The curriculum consists of twelve subjects; Maths, English, Science, Computing, Design and Technology (D&T), Art, Physical Education (PE), Personal Social Health Education (PSHE) including Relationship and Sex Education (RSE), Religious Education (RE), Modern Foreign Languages (MFL), History and Geography.

Intent – Why are we teaching, what are we are teaching, when we are teaching it?

The knowledge, skills and understanding we want our pupils to gain is clearly laid out in our long-term plans. Our knowledge, skills and understanding are clearly laid out in each class teachers medium term planning. We have made clear choices about what we teach, outlined in our long-term plan, grouped together in a topic-based approach. Each topic has a clearly defined ‘big concept.’ However, we have flexibility within these topics to vary our texts, for example. Our subject-specific skills are clearly laid out in our progression grids and identified in medium term planning.

We want our curriculum to be deep, broad and balanced, cognitively challenging, aligned with the NC, enjoyable and engaging and ambitious for all. Our units of work are fully representative of the knowledge, skills and understanding required by the NC. Pupils can build links between elements of learning e.g. If we are teaching persuasive writing in English, we could write a letter from Josiah Wedgewood persuading Darwin’s father to let him sail on the Beagle. Our pupils are given opportunities to read around their topic, have first-hand experiences where possible, study topics from various angles and develop a range of skills.

We have a good understanding of and access to whole school planning so that we can take pupils’ prior knowledge and understanding into account. We include a variety of activities in each unit to ensure it is deep and cognitively challenging. We have shared belief that through our collective action, we can positively influence pupil outcomes, including those who are disengaged and/or disadvantaged (collective teacher efficacy). Pupils are given time to draft, fail and build skills. We strive to develop our pupil’s cultural capital, taking into account our local and national current context.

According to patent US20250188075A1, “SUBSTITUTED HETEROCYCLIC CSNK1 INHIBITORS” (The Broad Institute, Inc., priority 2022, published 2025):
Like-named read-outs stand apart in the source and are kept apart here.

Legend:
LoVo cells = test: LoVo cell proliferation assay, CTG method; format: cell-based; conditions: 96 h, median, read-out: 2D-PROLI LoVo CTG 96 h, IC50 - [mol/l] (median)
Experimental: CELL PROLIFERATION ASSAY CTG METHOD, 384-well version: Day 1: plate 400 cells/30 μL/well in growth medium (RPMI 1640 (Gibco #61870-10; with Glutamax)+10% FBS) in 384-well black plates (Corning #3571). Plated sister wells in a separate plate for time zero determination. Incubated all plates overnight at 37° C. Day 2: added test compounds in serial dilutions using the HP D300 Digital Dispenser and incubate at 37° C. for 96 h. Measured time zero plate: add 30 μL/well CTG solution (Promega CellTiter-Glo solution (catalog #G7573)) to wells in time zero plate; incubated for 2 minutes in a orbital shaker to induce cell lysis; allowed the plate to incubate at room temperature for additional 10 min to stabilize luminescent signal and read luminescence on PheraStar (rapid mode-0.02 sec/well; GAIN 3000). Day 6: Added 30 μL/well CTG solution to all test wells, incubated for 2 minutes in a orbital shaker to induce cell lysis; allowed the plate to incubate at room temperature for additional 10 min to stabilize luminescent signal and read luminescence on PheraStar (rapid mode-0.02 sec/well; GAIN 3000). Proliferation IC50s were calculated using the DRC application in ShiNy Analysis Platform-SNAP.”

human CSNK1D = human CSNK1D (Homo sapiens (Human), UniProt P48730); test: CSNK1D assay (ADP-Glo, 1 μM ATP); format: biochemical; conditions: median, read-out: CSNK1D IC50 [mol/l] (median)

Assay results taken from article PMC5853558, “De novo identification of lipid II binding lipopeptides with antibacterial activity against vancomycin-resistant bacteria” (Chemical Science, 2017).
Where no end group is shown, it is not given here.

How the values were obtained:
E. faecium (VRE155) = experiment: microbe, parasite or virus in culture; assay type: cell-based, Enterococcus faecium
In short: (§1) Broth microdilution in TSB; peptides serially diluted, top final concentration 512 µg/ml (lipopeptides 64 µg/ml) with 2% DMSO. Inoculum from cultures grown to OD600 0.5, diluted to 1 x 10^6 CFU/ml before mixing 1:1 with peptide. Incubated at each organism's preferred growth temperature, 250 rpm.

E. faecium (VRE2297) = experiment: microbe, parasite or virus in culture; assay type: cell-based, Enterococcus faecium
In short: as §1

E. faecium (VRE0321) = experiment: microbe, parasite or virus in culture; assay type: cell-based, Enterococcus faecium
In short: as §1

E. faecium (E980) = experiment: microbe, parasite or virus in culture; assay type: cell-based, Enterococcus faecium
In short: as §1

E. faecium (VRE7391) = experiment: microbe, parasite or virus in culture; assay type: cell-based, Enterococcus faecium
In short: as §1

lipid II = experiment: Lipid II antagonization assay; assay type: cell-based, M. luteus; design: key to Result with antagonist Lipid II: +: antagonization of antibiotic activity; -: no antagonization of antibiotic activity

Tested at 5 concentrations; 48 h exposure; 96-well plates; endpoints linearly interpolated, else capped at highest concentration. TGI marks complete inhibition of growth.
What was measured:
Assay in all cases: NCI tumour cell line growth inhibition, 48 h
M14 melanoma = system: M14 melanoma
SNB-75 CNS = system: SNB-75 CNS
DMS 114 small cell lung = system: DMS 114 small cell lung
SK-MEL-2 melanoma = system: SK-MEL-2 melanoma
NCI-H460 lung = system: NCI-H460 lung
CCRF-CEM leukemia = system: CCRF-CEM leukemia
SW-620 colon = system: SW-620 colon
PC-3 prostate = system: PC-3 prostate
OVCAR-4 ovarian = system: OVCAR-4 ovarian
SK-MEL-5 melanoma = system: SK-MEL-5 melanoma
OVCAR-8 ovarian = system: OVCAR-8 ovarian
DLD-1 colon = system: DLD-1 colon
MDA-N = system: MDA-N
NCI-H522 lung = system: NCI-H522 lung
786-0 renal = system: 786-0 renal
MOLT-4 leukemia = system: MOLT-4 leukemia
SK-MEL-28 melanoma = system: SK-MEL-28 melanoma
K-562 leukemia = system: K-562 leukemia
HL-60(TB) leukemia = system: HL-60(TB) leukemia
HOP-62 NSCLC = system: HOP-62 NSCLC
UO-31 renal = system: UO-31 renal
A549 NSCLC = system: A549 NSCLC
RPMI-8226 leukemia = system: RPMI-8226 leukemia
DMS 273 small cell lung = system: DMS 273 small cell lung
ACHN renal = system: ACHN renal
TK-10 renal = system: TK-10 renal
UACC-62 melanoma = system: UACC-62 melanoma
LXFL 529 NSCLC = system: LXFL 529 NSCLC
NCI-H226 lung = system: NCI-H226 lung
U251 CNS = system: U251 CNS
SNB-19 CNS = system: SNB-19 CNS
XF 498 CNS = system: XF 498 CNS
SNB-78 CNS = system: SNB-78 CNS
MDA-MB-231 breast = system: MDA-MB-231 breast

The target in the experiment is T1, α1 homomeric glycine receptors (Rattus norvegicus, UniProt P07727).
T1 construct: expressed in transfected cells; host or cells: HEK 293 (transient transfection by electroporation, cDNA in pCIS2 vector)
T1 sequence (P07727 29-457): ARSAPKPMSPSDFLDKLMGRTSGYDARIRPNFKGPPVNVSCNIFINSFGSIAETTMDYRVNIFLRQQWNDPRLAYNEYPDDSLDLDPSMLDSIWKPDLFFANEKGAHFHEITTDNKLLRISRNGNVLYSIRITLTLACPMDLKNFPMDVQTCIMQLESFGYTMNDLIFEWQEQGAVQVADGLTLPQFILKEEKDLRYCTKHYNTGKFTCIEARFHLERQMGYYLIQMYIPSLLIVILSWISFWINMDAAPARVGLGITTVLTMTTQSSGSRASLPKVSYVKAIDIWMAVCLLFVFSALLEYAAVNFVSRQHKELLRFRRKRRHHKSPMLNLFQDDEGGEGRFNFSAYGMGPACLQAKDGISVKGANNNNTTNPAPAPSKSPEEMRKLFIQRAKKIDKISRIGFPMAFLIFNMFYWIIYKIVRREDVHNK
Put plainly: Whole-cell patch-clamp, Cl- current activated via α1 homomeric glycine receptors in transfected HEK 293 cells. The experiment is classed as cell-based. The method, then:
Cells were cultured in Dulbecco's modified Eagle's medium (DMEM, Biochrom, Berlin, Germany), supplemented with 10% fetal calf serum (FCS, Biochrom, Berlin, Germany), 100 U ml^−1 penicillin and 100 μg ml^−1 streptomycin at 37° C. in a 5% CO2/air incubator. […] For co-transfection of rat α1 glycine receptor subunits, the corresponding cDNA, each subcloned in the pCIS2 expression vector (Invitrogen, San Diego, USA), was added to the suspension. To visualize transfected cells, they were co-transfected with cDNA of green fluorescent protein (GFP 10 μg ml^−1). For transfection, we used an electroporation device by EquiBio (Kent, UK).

Our units of work are clearly aligned with our vision and values:

Flourishing Together: Preparing for life in all its fullness.


A passion for the pursuit of true wisdom; by developing confidence, delight and discipline in seeking it.


In God’s future for the world.


In the importance of relationships of love, compassion, generosity, truth-telling, forgiveness and gathering together as a community; across all barriers.


Through safeguarding and anti-bullying, through valuing all our children and through excellent SEN provision. Ensuring that children not do feel humiliated or lack in self-worth.

We strive to develop:


  • The belief that each person is blessed and is a blessing.
  • The importance of creativity; art, design, music, drama, dance, poetry, fiction and film.
  • A joy for our world through play and playfulness, wonder, amazement, fascination and delight.
  • A method of reconciliation; encouraging discussion of sensitive matters, providing strategies through which problems can be resolved.
  • A sense of glory and awe in God’s wonder and his image.

Our Aims


  • We will ensure that every learner experiences success.
  • We will provide an inclusive environment in which all learners needs are recognised.
  • We will strive for excellence and ensure that teaching inspires, excites and celebrates the achievements and efforts of every child.
  • We will provide a broad and balanced curriculum that gives the children opportunities to make links, to make choices and take responsibility for their own learning.
  • Our Christian values and beliefs will encompass every member of our school community.

Marking and Assessment feeds into short term planning and we adapt accordingly to offer the right pitch and challenge for each class. Staff are able to articulate end of year expectations and learning builds towards this. Assessment is meaningful without being excessive or onerous.

Our topic sequencing helps pupils learn new knowledge and skills. Teaching concepts are taught in a logical order, with opportunities to revisit and reinforce existing learning, knowledge and skills. Our sequencing of concepts enables more cognitively challenging activities, based on previous learning to be included. Through our curriculum design, we aim to promote deeper pupil learning by making links across subjects. We allocate recommended allowances in terms of time per subject, however, we allow class teachers to use their professional judgement e.g. activities may be ‘blocked’ and classes may enjoy a DT week rather than weekly sessions if deemed appropriate.



Big concept Core concepts, principles, theories, and processes that serve as the focal point of curricula, instruction, and assessment
Deep and cognitively challenging Decision-making, problem-solving, experimental-inquiry, investigation, and invention tasks which require pupils to generate and defend conclusions
Collective teacher efficacy (CTE) A shared belief that collective action, can positively influence pupil outcomes, including those who are disengaged and/or disadvantaged. Noted as the largest influencer (J. Hattie 2017)
Cultural capital The skills, education, norms, and behaviours acquired by members of a social group that can give them economic and other advantages: The accumulation of cultural capital is one route to upward mobility.

Parents Guide Complete

EYFS Parents Guide


Development Matters in the Early Years Foundation Stage


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